The beaches that line the Santa Barbara County coast like a glittering sandy necklace are spectacular and special places. What truly sets them apart is that they’re pristine and relatively undeveloped, with houses on the beach only on short stretches. Padaro Beach is one of those coveted stretches, with unpretentious houses sprinkled along the locals’ secret sandy swath. Folks here appreciate its rustic beauty while surfing, tide pooling or just soaking up the ever-changing Pacific views with the Channel Islands looming on the horizon.
Room With a View
Those views are what inspired a unique “backyard” landscape design project for a busy family beach house. The space between the home’s back deck and the public beach was transformed to create a sort of outdoor room, with the sand level raised to enhance the views. The end result is a casual, inviting gathering place for flip-flopped family and friends that blends seamlessly into the natural surroundings.
“We raised the soil level by 16 to 18 inches to allow views of the beach—before, it felt like there was a barricade between you and the ocean—you were sitting in a hole, with the house and deck looming over it, looking at boulders. It was unusable space,” says Margie Grace, principal at Grace Design Associates, who designed and built the project. “We imported a heck of a lot of beach sand—five truckloads. They sell it for volleyball courts…we brought it back one wheelbarrow at a time.”
Grace notes that the user-friendly seaside space sees a lot of activity. “It’s all about the beach when the family is there, and this space is the transition between the house and the beach. Gear like surfboards, boogie boards and kayaks gets dragged across. We wanted it to be beautiful, useful and low maintenance—no fuss, no muss.”
Set in Stone
While describing the collaborative design process, the homeowner notes that he and Margie Grace were on the same page from the get-go. “Margie had the vision…she sees in her mind’s eye how it’s all going to work out,” he notes. As an example of her vision, he points out the curved flagstone bench/low wall combination that blends into existing granite boulders. Called riprap, the boulders guard against erosion and were artfully incorporated into the overall design.
“We wanted to make the boulders part of the yard,” says Grace, who studied geology in addition to landscape design and comes from a family of geologists. “I get excited about rocks,” she says.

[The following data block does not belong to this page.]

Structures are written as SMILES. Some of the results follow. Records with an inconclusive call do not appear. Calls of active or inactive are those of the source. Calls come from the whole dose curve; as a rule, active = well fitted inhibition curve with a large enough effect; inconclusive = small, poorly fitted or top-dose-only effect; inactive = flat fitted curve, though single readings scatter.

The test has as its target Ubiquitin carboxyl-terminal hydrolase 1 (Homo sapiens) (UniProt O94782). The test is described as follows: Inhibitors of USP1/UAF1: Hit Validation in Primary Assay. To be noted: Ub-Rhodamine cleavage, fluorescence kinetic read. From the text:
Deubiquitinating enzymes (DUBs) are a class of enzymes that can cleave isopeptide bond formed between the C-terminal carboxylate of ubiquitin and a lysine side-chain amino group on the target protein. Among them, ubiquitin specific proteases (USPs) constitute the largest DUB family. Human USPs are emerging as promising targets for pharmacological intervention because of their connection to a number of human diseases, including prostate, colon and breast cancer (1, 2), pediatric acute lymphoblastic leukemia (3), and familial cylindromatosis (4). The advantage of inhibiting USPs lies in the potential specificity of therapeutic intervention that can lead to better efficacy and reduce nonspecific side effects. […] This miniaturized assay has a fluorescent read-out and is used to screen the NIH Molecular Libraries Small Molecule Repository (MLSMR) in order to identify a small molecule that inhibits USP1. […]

“We used dry-stacked flagstone for the low dry-stacked fieldstone walls—the greys and browns in the color palette match what was there,” says Grace. The bench faces an inviting fire pit that melds beauty and function, composed of chunks of clear and aquamarine refractory glass that evoke the colors of the sea. “We love gathering around the fire pit…it puts out great heat,” notes the homeowner. “Margie sourced the surrounding flat stone slabs [around the fire pit] that are almost a perfect match to the riprap.”
Custom contemporary furniture placed around the fire pit includes lounge chairs that encourage relaxing, digging toes into the sand and catching the sunset. The sturdy chairs and small tables were designed and built by Maysun Wells of Wells Concrete Works in Los Osos of materials that hold up well outdoors. Pre-cast concrete is embedded with sea glass, aggregate and ammonites (fossil shells), then ground and polished for the bases. Slats of ipe wood form the chair backs and seats and the tabletops for a sleek look. It’s a soul-soothing place to sit and watch couples walk down the beach hand in hand, enjoy the dolphins leaping offshore, and listen to waves unfurl and flags flap in the ocean breeze.
Shades of Green
Carefully chosen plants that thrive in this environment add a palette of green shades from sage to silvery. “We wanted plants that are drought resistant and hardy but not just cactus,” says the homeowner. Spikes of Canyon Prince wild rye grass are interspersed with silver-white leaves of the low-spreading licorice plant. “We chose plants that are tough as nails, that could take being ignored and hardly even watered,” says Grace. She extended that theme to the back deck with large custom-made cement pots of mixed low-maintenance succulents. “They have a gift for dealing with salt,” says Grace.
And what’s better after a day at the beach than a shower, especially outdoors. “I always wanted an outdoor shower,” says the homeowner, who surfed until sunset the previous evening. Tucked off to the side of the backyard, near the overhang of the back deck, the shower with its minimalist stainless steel design is complemented by a tall vertical stone slab placed as a backsplash just behind it. A handy tree stump sits nearby, providing the perfect spot for wetsuit changing. And no need to step back into the sand after a shower—pavers of sandblasted precast concrete are spaced across the “room” and form a small floor at the bottom of the back deck steps.
This beachy backyard is clearly a place that is lived in, enjoyed and appreciated. A weathered teak bench sits to the side next to a greenery-draped fence that borders the property. Although eye-catching in its rustic beauty, the well-used bench also serves as a resting spot after the family’s forays into the sea or a place to plop fins after surfing. “It [the backyard] is comfortable and relaxed and real life happens there,” says Grace. Around the bench, groupings of small rocks are placed in the sand, decoratively painted in bright colors by the kids with sayings such as “Live to Surf, Surf to Live” and “Enjoy the View.”
Originally published in the Spring 2017 issue of Santa Barbara Seasons Magazine.